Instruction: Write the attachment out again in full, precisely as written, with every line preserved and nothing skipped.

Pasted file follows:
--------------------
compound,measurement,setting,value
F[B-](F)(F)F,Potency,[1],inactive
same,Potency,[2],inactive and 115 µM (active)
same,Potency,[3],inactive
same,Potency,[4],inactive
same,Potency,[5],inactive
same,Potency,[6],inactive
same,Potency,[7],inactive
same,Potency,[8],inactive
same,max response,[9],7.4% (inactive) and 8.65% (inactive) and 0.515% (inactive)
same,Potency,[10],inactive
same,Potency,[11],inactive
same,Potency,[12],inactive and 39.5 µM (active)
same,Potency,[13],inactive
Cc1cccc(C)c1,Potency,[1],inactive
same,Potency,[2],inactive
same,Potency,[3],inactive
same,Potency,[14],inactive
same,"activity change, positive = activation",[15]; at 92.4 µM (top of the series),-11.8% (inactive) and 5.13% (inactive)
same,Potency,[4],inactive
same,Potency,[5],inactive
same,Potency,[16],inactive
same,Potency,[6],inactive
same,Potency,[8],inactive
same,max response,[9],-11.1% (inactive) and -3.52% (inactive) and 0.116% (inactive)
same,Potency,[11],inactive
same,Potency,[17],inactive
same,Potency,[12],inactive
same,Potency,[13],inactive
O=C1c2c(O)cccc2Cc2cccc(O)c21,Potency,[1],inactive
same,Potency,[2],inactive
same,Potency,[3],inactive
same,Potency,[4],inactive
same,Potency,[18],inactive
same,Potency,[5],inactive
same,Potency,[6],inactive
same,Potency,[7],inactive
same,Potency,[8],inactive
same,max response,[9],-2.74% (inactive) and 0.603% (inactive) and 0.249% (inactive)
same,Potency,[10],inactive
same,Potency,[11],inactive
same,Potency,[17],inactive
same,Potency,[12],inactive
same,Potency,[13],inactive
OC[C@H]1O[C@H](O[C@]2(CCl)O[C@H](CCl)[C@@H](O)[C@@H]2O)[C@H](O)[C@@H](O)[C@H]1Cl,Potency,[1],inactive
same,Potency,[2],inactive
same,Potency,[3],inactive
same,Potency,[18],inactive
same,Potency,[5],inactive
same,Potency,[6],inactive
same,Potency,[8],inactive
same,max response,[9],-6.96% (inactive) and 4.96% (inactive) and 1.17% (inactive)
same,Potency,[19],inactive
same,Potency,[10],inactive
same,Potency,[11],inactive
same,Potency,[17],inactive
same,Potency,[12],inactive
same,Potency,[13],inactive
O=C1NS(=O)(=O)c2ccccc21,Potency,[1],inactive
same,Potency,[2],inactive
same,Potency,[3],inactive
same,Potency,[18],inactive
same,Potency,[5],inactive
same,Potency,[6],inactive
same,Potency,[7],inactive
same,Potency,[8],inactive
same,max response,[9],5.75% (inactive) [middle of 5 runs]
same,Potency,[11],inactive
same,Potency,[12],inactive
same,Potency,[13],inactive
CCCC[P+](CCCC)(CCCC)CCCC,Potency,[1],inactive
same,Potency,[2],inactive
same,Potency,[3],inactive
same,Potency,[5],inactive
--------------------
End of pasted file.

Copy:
compound,measurement,setting,value
F[B-](F)(F)F,Potency,[1],inactive
same,Potency,[2],inactive and 115 µM (active)
same,Potency,[3],inactive
same,Potency,[4],inactive
same,Potency,[5],inactive
same,Potency,[6],inactive
same,Potency,[7],inactive
same,Potency,[8],inactive
same,max response,[9],7.4% (inactive) and 8.65% (inactive) and 0.515% (inactive)
same,Potency,[10],inactive
same,Potency,[11],inactive
same,Potency,[12],inactive and 39.5 µM (active)
same,Potency,[13],inactive
Cc1cccc(C)c1,Potency,[1],inactive
same,Potency,[2],inactive
same,Potency,[3],inactive
same,Potency,[14],inactive
same,"activity change, positive = activation",[15]; at 92.4 µM (top of the series),-11.8% (inactive) and 5.13% (inactive)
same,Potency,[4],inactive
same,Potency,[5],inactive
same,Potency,[16],inactive
same,Potency,[6],inactive
same,Potency,[8],inactive
same,max response,[9],-11.1% (inactive) and -3.52% (inactive) and 0.116% (inactive)
same,Potency,[11],inactive
same,Potency,[17],inactive
same,Potency,[12],inactive
same,Potency,[13],inactive
O=C1c2c(O)cccc2Cc2cccc(O)c21,Potency,[1],inactive
same,Potency,[2],inactive
same,Potency,[3],inactive
same,Potency,[4],inactive
same,Potency,[18],inactive
same,Potency,[5],inactive
same,Potency,[6],inactive
same,Potency,[7],inactive
same,Potency,[8],inactive
same,max response,[9],-2.74% (inactive) and 0.603% (inactive) and 0.249% (inactive)
same,Potency,[10],inactive
same,Potency,[11],inactive
same,Potency,[17],inactive
same,Potency,[12],inactive
same,Potency,[13],inactive
OC[C@H]1O[C@H](O[C@]2(CCl)O[C@H](CCl)[C@@H](O)[C@@H]2O)[C@H](O)[C@@H](O)[C@H]1Cl,Potency,[1],inactive
same,Potency,[2],inactive
same,Potency,[3],inactive
same,Potency,[18],inactive
same,Potency,[5],inactive
same,Potency,[6],inactive
same,Potency,[8],inactive
same,max response,[9],-6.96% (inactive) and 4.96% (inactive) and 1.17% (inactive)
same,Potency,[19],inactive
same,Potency,[10],inactive
same,Potency,[11],inactive
same,Potency,[17],inactive
same,Potency,[12],inactive
same,Potency,[13],inactive
O=C1NS(=O)(=O)c2ccccc21,Potency,[1],inactive
same,Potency,[2],inactive
same,Potency,[3],inactive
same,Potency,[18],inactive
same,Potency,[5],inactive
same,Potency,[6],inactive
same,Potency,[7],inactive
same,Potency,[8],inactive
same,max response,[9],5.75% (inactive) [middle of 5 runs]
same,Potency,[11],inactive
same,Potency,[12],inactive
same,Potency,[13],inactive
CCCC[P+](CCCC)(CCCC)CCCC,Potency,[1],inactive
same,Potency,[2],inactive
same,Potency,[3],inactive
same,Potency,[5],inactive